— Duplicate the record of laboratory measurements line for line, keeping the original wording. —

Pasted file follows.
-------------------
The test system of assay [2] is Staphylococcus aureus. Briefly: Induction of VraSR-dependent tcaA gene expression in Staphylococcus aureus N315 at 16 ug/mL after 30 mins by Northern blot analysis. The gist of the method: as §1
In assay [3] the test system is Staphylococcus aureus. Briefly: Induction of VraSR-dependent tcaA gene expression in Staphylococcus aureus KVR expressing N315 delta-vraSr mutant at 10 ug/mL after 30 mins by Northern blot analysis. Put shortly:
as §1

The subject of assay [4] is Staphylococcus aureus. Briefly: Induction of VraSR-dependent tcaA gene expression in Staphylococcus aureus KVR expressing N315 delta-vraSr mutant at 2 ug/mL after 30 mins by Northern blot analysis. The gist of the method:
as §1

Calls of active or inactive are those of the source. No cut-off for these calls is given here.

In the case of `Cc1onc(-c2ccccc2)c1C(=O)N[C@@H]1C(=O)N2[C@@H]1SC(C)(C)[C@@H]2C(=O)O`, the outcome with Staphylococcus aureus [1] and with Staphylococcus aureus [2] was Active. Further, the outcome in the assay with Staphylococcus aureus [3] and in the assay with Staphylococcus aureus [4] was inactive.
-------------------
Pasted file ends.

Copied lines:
The test system of assay [2] is Staphylococcus aureus. Briefly: Induction of VraSR-dependent tcaA gene expression in Staphylococcus aureus N315 at 16 ug/mL after 30 mins by Northern blot analysis. The gist of the method: as §1
In assay [3] the test system is Staphylococcus aureus. Briefly: Induction of VraSR-dependent tcaA gene expression in Staphylococcus aureus KVR expressing N315 delta-vraSr mutant at 10 ug/mL after 30 mins by Northern blot analysis. Put shortly:
as §1

The subject of assay [4] is Staphylococcus aureus. Briefly: Induction of VraSR-dependent tcaA gene expression in Staphylococcus aureus KVR expressing N315 delta-vraSr mutant at 2 ug/mL after 30 mins by Northern blot analysis. The gist of the method:
as §1

Calls of active or inactive are those of the source. No cut-off for these calls is given here.

In the case of `Cc1onc(-c2ccccc2)c1C(=O)N[C@@H]1C(=O)N2[C@@H]1SC(C)(C)[C@@H]2C(=O)O`, the outcome with Staphylococcus aureus [1] and with Staphylococcus aureus [2] was Active. Further, the outcome in the assay with Staphylococcus aureus [3] and in the assay with Staphylococcus aureus [4] was inactive.